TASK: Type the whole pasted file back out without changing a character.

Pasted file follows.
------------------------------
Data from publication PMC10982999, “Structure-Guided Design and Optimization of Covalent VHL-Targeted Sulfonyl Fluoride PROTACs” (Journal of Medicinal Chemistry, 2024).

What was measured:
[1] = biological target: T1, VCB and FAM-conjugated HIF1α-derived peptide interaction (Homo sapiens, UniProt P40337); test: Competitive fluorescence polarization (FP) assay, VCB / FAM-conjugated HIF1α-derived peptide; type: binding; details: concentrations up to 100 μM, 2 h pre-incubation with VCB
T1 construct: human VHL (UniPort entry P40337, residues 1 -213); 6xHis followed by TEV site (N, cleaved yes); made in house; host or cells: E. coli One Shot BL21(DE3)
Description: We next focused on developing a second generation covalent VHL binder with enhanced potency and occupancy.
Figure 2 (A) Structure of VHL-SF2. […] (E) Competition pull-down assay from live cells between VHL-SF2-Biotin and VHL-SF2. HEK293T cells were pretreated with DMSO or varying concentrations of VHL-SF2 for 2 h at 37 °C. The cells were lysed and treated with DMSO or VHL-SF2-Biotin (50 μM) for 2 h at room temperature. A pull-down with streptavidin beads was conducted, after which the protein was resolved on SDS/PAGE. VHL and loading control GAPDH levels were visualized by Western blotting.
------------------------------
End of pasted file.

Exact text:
Data from publication PMC10982999, “Structure-Guided Design and Optimization of Covalent VHL-Targeted Sulfonyl Fluoride PROTACs” (Journal of Medicinal Chemistry, 2024).

What was measured:
[1] = biological target: T1, VCB and FAM-conjugated HIF1α-derived peptide interaction (Homo sapiens, UniProt P40337); test: Competitive fluorescence polarization (FP) assay, VCB / FAM-conjugated HIF1α-derived peptide; type: binding; details: concentrations up to 100 μM, 2 h pre-incubation with VCB
T1 construct: human VHL (UniPort entry P40337, residues 1 -213); 6xHis followed by TEV site (N, cleaved yes); made in house; host or cells: E. coli One Shot BL21(DE3)
Description: We next focused on developing a second generation covalent VHL binder with enhanced potency and occupancy.
Figure 2 (A) Structure of VHL-SF2. […] (E) Competition pull-down assay from live cells between VHL-SF2-Biotin and VHL-SF2. HEK293T cells were pretreated with DMSO or varying concentrations of VHL-SF2 for 2 h at 37 °C. The cells were lysed and treated with DMSO or VHL-SF2-Biotin (50 μM) for 2 h at room temperature. A pull-down with streptavidin beads was conducted, after which the protein was resolved on SDS/PAGE. VHL and loading control GAPDH levels were visualized by Western blotting.